I'm confused with what you told me. I have never made a coil before, except for small 5-turn ones that said in the book to do 5-turns. If I wanted a crossover for a sub, which I do, I would use the equation N=(SR[a*u*u0/I])*20pi, right. (Its the one off of that website you sent me to. What are the values for each of the variables? or,if yor know, how many turns will I need. It doesn't really matter what frequency, as long as it will work for a sub. Thanks<hr></blockquote>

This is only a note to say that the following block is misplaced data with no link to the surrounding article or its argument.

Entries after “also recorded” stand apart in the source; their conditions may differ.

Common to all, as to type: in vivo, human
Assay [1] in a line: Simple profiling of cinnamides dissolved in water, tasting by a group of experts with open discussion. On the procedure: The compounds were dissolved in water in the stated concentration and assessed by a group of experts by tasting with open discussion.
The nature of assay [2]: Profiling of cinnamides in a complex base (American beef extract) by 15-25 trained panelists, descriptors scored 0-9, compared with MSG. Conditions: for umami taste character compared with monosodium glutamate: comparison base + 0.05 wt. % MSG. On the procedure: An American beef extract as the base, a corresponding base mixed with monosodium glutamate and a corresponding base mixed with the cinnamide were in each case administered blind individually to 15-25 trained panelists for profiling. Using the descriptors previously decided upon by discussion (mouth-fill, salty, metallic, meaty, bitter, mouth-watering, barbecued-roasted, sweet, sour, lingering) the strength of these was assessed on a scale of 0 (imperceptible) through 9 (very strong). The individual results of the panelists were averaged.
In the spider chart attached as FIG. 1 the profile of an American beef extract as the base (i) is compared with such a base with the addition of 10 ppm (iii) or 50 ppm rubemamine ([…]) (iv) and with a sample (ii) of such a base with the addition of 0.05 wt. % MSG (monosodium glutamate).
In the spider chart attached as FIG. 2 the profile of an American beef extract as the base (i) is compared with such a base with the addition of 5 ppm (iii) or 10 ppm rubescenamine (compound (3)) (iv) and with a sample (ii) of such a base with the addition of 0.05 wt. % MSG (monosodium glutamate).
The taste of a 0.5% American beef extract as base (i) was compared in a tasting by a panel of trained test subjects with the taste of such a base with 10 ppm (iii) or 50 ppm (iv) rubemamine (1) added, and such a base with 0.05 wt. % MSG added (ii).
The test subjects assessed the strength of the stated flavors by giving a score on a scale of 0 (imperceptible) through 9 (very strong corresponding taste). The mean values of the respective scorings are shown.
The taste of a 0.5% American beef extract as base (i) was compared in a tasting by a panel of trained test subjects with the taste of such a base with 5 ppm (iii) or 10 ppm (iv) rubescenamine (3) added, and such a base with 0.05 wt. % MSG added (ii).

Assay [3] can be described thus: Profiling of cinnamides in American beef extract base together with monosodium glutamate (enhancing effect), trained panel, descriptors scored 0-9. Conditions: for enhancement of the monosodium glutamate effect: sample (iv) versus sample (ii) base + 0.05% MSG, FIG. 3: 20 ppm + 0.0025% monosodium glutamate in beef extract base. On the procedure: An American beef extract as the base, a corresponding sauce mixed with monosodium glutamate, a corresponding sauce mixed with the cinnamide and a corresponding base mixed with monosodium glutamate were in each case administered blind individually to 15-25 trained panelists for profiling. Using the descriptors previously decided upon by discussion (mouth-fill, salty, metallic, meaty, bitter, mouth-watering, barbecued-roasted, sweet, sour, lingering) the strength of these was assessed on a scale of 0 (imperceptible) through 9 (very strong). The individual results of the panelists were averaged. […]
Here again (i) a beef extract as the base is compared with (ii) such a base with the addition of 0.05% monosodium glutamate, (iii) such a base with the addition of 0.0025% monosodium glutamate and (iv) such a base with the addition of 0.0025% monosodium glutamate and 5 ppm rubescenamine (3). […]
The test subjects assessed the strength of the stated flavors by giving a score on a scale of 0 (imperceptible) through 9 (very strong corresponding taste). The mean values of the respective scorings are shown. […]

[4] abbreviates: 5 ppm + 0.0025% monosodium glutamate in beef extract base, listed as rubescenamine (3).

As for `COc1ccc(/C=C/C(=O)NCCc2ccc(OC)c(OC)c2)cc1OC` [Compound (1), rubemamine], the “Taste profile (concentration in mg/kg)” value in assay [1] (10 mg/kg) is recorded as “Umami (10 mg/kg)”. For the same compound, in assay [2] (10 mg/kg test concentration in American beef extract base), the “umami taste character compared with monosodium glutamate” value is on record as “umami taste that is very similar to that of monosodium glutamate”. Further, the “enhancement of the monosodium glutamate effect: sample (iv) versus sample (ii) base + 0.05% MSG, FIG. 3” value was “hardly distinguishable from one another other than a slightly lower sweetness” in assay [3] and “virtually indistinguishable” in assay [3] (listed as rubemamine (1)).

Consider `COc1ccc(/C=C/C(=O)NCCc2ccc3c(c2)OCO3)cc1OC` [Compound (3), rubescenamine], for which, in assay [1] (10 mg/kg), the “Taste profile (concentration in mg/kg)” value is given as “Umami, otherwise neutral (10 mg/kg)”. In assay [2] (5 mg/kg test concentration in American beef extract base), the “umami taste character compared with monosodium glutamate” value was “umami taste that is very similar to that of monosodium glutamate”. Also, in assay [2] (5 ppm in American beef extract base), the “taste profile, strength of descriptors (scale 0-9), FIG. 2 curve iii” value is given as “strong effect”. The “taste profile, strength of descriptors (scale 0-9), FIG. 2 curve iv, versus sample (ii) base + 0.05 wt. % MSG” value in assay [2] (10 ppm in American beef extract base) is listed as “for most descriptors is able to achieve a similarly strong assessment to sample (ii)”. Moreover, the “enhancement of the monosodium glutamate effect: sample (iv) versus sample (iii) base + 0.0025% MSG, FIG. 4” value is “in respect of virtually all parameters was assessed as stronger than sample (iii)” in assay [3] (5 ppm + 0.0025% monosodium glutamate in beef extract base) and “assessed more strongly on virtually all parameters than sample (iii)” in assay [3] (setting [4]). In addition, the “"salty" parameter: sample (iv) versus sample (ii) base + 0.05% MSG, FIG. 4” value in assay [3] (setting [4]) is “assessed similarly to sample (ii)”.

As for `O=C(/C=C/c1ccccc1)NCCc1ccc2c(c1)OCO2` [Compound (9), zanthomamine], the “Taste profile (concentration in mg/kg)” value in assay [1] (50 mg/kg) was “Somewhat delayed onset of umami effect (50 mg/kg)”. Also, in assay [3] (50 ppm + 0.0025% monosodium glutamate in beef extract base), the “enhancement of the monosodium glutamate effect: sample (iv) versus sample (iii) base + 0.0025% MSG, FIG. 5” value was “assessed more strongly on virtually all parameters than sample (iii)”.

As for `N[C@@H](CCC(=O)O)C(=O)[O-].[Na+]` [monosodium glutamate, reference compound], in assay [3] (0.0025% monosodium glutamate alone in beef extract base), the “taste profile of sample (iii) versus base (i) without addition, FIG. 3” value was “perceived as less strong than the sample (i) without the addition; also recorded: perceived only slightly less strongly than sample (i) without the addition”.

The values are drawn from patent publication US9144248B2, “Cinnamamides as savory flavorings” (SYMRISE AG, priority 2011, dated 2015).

The frequency matters greatly. Let's say your tweeter is rated for 5000 to 25000 hz, and your woofer is rated for 15 to 7000 hz. A good transition frequency might be 6000 hz for the woofer, 5000 hz for the tweeter. If your woofer is 8 ohms, then using X(l) = 2 · ¶ · f · L where f=6000, X(l)=8, and ¶=3.1415927, we find L is .000212 henries. (I did of course mess up in the previous post --- if you multiply by 1000, that's milli-henries; multiply by 1,000,000 for microhenries; this is 212 microhenries.)<p>From that webpage, any of the formulas should get you close; the first is: L=(D*N^2)/(l/D+0,43)<p>Where <p> D is diameter in cm
l i length in cm
L is inductance in uH